3D printed architecture is one of the most exciting frontiers of design with huge potential to be economically and environmentally friendly. But while this technology feels cutting-edge (and is still being developed, refined and trialled ), the origins of this ‘sci-fi’ manufacturing method go back over 40 years.
In 1984, Charles Hull invented stereolithography, allowing designers to create 3D models from digital data, making 3D printing history. Through the 2010s, this technology was applied to everything from building musical instruments to bio-organs (and fuelling the open-source movement in the mid-2000s), moving beyond the realms of plastics and polymers into innovative bio-organic materials and metals.
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As the price of 3D printers has come down, their application has spanned into architecture too. The technology is being applied in housing developments from Eindhoven to the jungles of El Salvador, building prototype weather-proof, low-cost and environmentally friendly dwellings.
In Ravenna, Italy, another milestone was recently reached by Mario Cucinella Architects and WASP, which unveiled the first carbon-zero 3D-printed clay home, ushering in a new era of environmentally conscious design.
Here are three 3D housing projects that show how far we’ve come – while hinting at where the technology may go next.
TECLA by Mario Cucinella Architects and WASP, Ravenna, Italy
The twin domes of this 3D-printed home – which is named for a story from Italo Calvino’s Imaginary Cities – are made entirely from local soil. TECLA might look like an ancient dwelling, but it’s built using cutting edge 3D printing technology, which requires no underlying framework meaning the building can be finished in just 200 hours. The use of earth means its shell is totally biodegradable. Inside is a living area, bedroom and bathroom, all of which follow the same ancient yet futuristic style. The architects hope to use the technology for housing crises around the world.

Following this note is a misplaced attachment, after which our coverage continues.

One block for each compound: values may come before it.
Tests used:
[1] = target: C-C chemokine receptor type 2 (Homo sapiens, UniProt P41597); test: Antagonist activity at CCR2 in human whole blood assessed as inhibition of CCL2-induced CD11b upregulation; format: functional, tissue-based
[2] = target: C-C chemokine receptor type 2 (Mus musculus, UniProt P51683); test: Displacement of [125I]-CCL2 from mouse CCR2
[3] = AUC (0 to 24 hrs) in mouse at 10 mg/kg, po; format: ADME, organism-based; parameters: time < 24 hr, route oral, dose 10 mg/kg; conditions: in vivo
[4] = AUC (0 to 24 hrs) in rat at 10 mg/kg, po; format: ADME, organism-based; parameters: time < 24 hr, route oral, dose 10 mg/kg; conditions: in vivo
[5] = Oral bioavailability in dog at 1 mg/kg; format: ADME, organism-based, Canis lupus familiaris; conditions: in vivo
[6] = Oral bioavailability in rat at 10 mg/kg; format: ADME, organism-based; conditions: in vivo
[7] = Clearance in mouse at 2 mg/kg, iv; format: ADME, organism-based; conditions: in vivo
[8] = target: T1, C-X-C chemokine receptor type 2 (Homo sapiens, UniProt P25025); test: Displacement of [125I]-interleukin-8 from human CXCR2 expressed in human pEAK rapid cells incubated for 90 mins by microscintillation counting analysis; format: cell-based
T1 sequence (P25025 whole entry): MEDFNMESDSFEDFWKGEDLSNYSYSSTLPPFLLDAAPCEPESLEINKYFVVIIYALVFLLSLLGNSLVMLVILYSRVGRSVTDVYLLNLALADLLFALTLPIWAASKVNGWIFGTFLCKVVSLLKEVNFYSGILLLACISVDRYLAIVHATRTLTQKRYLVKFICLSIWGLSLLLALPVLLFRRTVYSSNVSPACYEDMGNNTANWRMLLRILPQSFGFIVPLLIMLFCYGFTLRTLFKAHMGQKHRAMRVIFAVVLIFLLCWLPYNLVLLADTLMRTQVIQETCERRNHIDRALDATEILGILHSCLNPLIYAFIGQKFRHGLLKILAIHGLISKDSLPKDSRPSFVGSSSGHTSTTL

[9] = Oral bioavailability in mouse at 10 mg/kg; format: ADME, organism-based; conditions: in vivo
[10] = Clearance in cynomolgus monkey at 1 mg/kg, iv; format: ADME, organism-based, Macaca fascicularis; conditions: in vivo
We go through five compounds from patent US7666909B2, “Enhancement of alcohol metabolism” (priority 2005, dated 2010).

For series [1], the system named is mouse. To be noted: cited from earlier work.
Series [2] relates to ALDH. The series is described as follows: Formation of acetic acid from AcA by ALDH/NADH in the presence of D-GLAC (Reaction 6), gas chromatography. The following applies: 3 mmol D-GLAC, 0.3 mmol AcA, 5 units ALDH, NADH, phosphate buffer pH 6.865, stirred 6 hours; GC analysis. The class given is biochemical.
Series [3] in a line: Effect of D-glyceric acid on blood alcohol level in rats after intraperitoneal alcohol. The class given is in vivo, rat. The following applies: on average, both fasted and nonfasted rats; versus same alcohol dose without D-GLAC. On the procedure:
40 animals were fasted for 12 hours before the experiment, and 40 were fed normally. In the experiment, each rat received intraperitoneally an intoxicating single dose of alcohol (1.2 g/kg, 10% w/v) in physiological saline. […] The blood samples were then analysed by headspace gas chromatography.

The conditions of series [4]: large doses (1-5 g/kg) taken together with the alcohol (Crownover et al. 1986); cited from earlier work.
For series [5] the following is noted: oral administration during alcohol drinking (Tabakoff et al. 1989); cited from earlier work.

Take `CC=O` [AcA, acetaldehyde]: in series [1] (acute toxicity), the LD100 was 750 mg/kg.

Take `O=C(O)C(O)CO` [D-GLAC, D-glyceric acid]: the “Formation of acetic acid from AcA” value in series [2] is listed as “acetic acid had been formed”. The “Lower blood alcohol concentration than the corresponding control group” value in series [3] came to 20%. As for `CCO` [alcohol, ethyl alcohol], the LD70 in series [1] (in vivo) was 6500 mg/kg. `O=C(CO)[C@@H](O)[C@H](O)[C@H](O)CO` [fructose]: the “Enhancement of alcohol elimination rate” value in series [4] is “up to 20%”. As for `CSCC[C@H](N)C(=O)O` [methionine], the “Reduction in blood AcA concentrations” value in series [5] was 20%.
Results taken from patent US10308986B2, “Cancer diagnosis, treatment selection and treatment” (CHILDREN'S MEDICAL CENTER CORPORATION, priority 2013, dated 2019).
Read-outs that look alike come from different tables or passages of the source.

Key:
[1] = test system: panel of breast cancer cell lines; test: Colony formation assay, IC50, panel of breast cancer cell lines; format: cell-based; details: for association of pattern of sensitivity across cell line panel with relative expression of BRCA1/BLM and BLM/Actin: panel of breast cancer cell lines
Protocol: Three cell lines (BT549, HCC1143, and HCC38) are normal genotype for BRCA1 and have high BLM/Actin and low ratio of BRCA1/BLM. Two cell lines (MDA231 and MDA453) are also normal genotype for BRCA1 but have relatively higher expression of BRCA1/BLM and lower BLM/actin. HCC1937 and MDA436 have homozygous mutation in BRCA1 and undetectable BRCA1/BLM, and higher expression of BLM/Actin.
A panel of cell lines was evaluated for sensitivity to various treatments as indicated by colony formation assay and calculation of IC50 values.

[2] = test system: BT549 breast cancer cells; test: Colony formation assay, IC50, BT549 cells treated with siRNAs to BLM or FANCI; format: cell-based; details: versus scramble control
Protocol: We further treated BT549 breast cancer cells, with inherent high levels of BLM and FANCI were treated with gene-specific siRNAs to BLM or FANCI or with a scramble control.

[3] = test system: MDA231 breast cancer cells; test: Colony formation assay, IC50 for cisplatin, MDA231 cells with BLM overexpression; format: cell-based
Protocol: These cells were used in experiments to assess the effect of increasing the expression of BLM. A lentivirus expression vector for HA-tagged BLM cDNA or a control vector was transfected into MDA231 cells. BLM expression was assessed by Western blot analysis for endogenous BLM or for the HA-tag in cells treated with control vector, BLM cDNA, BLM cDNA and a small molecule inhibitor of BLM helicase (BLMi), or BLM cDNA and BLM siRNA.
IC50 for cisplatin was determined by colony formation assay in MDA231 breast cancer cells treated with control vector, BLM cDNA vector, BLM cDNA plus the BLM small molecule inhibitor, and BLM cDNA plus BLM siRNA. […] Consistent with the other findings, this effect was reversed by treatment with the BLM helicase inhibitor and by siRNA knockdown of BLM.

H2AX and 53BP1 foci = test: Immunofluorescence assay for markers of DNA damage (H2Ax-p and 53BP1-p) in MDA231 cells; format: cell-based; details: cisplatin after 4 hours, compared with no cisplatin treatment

Community First! Village by ICON, Texas, USA
Robotics lab ICON – and its pioneering Vulcan printer – is responsible for some of the first 3D printed homes globally, including the Community First! Village, which was completed last year in Texas, USA. The 400 sq ft Austin properties, including a bedroom, bathroom, kitchen, living space and porch, and have all been built for formerly homeless people – more than 200 of which have moved in so far.
Over 1,400 more homes are set to be made, and the Vulcan 3D printer has been recognised with this year’s Best of the Best award in Red Dot’s product design category.
ICON is currently working on America’s first commercially available 3D printed homes, also located in Austin, and the world’s first 3D printing the first village in Tabasco, Mexico. Its inaugural prototypes, designed by tiny home expert Yves Béhar alongside ICON and homelessness charity New Story, were completed in December 2019 and took just 24 hours to print. They’re the first of 50 dwellings planned for the low-income suburb and are on the larger scale at 1500 sq ft. They’re also high performing and are engineered beyond current standards set for buildings constructed in earthquake zones.
Palari Villas by Mighty Buildings in California, USA
Dubbed the first 3D-printed, zero-net energy sustainable neighbourhood, the Palari Villas are made from prefabricated panels assembled on site. The properties are set to be constructed in the Coachella Valley’s Rancho Mirage and promise to be completed half the time a traditional home takes.
According to The Independent, the process removes 99% of construction waste. In keeping with the eco-friendly philosophy, the Palari Villas will run on solar power. Owners can customise each home to their liking, installing electric vehicle chargers as well as sustainably sourced fire pits, hot tubs and outdoor showers. The villas start at $595,000.